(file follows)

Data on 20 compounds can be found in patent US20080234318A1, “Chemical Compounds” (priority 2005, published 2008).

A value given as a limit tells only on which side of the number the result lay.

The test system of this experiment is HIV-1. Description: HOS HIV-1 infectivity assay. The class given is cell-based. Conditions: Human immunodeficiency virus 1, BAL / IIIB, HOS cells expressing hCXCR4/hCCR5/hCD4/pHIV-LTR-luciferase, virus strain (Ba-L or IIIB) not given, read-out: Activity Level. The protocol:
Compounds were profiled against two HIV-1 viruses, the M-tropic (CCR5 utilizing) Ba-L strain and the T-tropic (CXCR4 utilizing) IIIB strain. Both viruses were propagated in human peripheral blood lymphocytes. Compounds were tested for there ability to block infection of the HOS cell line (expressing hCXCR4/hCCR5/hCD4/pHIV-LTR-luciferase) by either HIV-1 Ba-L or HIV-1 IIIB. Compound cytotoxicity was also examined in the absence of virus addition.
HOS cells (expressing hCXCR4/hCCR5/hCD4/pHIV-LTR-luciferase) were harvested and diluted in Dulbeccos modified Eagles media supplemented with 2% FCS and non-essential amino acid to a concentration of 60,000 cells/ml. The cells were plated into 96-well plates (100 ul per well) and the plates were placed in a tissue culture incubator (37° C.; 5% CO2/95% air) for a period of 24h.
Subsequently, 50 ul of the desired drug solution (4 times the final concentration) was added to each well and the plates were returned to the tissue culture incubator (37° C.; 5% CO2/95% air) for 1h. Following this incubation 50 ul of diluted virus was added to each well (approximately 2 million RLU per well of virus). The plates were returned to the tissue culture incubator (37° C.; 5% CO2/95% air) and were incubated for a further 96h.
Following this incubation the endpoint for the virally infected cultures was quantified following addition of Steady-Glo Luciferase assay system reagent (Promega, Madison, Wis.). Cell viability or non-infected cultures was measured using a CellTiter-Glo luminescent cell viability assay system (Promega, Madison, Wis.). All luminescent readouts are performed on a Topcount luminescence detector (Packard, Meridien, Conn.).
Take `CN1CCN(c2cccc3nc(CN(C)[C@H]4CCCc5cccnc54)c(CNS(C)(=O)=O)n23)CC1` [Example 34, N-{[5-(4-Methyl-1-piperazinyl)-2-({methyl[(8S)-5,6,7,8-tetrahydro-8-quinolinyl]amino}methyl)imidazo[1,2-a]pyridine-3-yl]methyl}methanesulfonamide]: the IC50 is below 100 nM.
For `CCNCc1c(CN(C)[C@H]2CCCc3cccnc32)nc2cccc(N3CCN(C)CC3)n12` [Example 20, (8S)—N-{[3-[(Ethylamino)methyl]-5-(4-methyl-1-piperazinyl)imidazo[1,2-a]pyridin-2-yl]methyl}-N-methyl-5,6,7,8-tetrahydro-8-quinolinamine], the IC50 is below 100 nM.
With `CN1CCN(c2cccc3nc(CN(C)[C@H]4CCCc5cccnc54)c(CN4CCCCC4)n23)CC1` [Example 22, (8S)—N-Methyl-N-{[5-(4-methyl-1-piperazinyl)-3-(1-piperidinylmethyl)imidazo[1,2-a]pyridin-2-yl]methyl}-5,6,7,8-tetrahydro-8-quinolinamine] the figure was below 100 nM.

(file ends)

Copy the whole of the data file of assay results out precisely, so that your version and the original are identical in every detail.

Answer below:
Data on 20 compounds can be found in patent US20080234318A1, “Chemical Compounds” (priority 2005, published 2008).

A value given as a limit tells only on which side of the number the result lay.

The test system of this experiment is HIV-1. Description: HOS HIV-1 infectivity assay. The class given is cell-based. Conditions: Human immunodeficiency virus 1, BAL / IIIB, HOS cells expressing hCXCR4/hCCR5/hCD4/pHIV-LTR-luciferase, virus strain (Ba-L or IIIB) not given, read-out: Activity Level. The protocol:
Compounds were profiled against two HIV-1 viruses, the M-tropic (CCR5 utilizing) Ba-L strain and the T-tropic (CXCR4 utilizing) IIIB strain. Both viruses were propagated in human peripheral blood lymphocytes. Compounds were tested for there ability to block infection of the HOS cell line (expressing hCXCR4/hCCR5/hCD4/pHIV-LTR-luciferase) by either HIV-1 Ba-L or HIV-1 IIIB. Compound cytotoxicity was also examined in the absence of virus addition.
HOS cells (expressing hCXCR4/hCCR5/hCD4/pHIV-LTR-luciferase) were harvested and diluted in Dulbeccos modified Eagles media supplemented with 2% FCS and non-essential amino acid to a concentration of 60,000 cells/ml. The cells were plated into 96-well plates (100 ul per well) and the plates were placed in a tissue culture incubator (37° C.; 5% CO2/95% air) for a period of 24h.
Subsequently, 50 ul of the desired drug solution (4 times the final concentration) was added to each well and the plates were returned to the tissue culture incubator (37° C.; 5% CO2/95% air) for 1h. Following this incubation 50 ul of diluted virus was added to each well (approximately 2 million RLU per well of virus). The plates were returned to the tissue culture incubator (37° C.; 5% CO2/95% air) and were incubated for a further 96h.
Following this incubation the endpoint for the virally infected cultures was quantified following addition of Steady-Glo Luciferase assay system reagent (Promega, Madison, Wis.). Cell viability or non-infected cultures was measured using a CellTiter-Glo luminescent cell viability assay system (Promega, Madison, Wis.). All luminescent readouts are performed on a Topcount luminescence detector (Packard, Meridien, Conn.).
Take `CN1CCN(c2cccc3nc(CN(C)[C@H]4CCCc5cccnc54)c(CNS(C)(=O)=O)n23)CC1` [Example 34, N-{[5-(4-Methyl-1-piperazinyl)-2-({methyl[(8S)-5,6,7,8-tetrahydro-8-quinolinyl]amino}methyl)imidazo[1,2-a]pyridine-3-yl]methyl}methanesulfonamide]: the IC50 is below 100 nM.
For `CCNCc1c(CN(C)[C@H]2CCCc3cccnc32)nc2cccc(N3CCN(C)CC3)n12` [Example 20, (8S)—N-{[3-[(Ethylamino)methyl]-5-(4-methyl-1-piperazinyl)imidazo[1,2-a]pyridin-2-yl]methyl}-N-methyl-5,6,7,8-tetrahydro-8-quinolinamine], the IC50 is below 100 nM.
With `CN1CCN(c2cccc3nc(CN(C)[C@H]4CCCc5cccnc54)c(CN4CCCCC4)n23)CC1` [Example 22, (8S)—N-Methyl-N-{[5-(4-methyl-1-piperazinyl)-3-(1-piperidinylmethyl)imidazo[1,2-a]pyridin-2-yl]methyl}-5,6,7,8-tetrahydro-8-quinolinamine] the figure was below 100 nM.